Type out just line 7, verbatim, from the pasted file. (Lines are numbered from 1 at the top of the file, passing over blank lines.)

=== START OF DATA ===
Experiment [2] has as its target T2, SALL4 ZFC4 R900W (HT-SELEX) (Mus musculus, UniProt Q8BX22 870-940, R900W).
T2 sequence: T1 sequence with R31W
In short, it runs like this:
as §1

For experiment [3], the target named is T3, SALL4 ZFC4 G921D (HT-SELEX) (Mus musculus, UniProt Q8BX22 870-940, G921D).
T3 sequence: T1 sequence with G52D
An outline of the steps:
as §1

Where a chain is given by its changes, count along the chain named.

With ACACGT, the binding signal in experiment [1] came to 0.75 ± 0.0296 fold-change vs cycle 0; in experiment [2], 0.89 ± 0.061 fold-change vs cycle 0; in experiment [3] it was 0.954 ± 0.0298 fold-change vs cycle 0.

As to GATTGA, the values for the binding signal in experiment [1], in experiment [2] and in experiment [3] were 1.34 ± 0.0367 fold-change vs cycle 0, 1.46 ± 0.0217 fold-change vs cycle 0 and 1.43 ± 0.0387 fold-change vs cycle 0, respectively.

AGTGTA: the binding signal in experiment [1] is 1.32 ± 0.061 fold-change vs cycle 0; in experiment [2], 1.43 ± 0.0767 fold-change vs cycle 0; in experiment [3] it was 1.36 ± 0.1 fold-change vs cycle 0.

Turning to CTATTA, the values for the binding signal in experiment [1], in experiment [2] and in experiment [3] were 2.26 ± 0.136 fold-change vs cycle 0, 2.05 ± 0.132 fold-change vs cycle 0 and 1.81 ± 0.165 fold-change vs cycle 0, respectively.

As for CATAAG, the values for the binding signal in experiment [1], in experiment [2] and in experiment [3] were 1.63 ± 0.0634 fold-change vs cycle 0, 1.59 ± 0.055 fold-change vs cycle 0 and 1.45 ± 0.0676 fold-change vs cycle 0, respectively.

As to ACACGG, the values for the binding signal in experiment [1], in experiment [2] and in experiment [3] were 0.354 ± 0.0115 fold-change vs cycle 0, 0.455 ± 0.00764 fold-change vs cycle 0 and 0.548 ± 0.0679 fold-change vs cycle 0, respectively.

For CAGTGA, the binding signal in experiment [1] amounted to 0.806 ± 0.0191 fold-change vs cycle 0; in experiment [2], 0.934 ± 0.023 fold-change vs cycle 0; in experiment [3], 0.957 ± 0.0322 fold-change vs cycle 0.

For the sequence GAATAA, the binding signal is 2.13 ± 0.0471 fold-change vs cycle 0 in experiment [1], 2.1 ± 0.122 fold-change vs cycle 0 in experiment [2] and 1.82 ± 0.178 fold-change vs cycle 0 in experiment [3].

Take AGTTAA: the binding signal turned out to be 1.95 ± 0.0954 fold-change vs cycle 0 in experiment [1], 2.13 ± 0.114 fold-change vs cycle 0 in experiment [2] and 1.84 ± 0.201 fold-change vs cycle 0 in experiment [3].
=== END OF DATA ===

An outline of the steps: